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Photo Credit: Amit Geron


Completed in 1996, this was the first, ground up, private home Asaf Gottesman designed.  Executed in planked, fair-faced concrete, the aim was to shorten and simplify the building process by eliminating plasterers and all that accompanies a less rigorous construction process.  The home was completed within ten months at a substantially lower cost because the structure and finishings were basically the same.  The house is formed of two concrete and two glass walls, with the concrete walls facing the neighboring plots, while the glass facades face the a communal garden and the sea. Internally the divisions are extremely simple and in some ways it resembles a  doll’s house composed of rectangular boxes.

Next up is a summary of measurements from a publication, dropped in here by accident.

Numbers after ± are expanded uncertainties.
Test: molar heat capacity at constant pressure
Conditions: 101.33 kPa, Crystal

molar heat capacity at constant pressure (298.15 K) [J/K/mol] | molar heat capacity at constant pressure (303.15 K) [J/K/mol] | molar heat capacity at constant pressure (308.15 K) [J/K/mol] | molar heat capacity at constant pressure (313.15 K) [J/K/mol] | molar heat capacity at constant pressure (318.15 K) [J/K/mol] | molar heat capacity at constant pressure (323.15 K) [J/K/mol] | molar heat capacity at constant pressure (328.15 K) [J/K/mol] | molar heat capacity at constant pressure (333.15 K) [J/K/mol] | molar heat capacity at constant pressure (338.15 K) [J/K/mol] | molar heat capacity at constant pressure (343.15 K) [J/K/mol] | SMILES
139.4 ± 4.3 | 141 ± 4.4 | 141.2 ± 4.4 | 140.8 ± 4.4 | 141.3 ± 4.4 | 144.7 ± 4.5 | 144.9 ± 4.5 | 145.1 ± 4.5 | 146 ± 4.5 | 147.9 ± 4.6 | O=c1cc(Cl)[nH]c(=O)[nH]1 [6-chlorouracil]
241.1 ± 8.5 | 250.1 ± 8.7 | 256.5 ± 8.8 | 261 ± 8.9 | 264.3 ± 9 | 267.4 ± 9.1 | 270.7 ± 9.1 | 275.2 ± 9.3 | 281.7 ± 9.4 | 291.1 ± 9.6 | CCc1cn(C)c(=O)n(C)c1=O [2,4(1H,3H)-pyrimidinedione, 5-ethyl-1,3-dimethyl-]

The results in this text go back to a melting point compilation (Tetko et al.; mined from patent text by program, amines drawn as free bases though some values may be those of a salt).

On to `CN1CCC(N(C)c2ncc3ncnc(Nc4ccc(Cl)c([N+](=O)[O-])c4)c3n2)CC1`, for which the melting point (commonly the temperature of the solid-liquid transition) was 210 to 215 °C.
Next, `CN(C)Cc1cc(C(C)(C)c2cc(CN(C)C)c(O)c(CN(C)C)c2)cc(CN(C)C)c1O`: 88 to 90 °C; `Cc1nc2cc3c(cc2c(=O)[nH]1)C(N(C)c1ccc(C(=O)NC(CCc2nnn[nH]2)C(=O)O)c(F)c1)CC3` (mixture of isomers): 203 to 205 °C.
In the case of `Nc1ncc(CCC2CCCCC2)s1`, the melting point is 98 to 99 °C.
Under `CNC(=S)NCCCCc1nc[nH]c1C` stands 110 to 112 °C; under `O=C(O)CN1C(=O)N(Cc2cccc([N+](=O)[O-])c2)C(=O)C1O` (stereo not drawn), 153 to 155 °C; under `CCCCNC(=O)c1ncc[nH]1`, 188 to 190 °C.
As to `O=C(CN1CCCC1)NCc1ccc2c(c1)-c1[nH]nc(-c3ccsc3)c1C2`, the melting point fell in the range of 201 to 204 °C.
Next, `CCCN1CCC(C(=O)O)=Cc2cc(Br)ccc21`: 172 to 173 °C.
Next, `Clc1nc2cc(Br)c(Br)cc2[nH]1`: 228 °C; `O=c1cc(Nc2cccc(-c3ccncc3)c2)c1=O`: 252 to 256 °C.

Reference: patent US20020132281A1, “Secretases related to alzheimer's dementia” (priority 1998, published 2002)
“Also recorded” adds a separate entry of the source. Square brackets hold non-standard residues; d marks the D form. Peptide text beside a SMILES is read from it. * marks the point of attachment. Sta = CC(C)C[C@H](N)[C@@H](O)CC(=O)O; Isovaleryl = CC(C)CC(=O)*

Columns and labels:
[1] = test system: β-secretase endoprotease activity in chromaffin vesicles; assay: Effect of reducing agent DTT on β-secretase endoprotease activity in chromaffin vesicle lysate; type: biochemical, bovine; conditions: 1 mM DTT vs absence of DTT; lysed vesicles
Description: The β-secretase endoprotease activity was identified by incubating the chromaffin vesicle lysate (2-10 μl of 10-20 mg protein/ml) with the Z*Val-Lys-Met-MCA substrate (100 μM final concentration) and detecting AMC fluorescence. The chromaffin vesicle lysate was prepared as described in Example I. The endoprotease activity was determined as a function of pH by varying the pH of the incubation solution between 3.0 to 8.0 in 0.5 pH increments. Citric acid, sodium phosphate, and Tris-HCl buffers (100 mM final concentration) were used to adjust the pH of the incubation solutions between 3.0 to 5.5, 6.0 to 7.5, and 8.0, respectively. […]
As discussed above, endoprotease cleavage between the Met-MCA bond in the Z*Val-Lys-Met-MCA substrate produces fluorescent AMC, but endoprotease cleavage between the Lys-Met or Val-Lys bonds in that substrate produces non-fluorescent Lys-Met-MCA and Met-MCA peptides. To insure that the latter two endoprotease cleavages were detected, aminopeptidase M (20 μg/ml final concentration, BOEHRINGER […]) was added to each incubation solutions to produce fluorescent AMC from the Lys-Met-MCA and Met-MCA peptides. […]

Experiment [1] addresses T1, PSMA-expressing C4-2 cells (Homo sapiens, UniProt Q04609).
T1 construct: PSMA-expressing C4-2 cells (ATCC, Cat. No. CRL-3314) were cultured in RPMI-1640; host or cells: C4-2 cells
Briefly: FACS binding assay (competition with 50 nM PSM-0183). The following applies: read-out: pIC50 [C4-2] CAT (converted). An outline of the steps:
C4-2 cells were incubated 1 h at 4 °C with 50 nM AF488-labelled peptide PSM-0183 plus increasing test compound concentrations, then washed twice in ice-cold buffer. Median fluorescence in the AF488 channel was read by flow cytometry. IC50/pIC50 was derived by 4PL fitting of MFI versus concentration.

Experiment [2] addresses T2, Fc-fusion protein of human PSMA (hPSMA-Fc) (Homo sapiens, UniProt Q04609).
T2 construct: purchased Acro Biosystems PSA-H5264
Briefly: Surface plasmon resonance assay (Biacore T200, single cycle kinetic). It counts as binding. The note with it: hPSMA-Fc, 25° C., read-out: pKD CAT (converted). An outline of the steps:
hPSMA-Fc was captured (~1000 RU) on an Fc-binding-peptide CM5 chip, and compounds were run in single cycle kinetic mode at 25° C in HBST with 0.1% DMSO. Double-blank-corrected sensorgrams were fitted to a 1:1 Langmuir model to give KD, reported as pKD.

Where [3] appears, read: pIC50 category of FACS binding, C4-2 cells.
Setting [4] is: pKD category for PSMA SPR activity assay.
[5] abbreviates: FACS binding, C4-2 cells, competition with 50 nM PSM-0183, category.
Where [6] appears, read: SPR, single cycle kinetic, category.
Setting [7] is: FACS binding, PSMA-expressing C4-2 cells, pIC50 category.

Through the use of fair-faced concrete, a particular rigor was instilled both into the design and the building process. Concrete surfaces bare witness to the process of construction. They reflect without any tolerance the quality of the shuttering and the materials used. Like an etching, a concrete wall is a reflection of every gesture and mark, of the quality of the craftsmanship and use of material. The use of fair faced concrete was extended into the staggered landscaping and reinforced the role of the walls as the basis for parasitical growth and the integration of the home within its fertile surroundings.



450 SQM


A. Gottesman Architecture


Kfar Shmaryahu, Israel



Completed 1996

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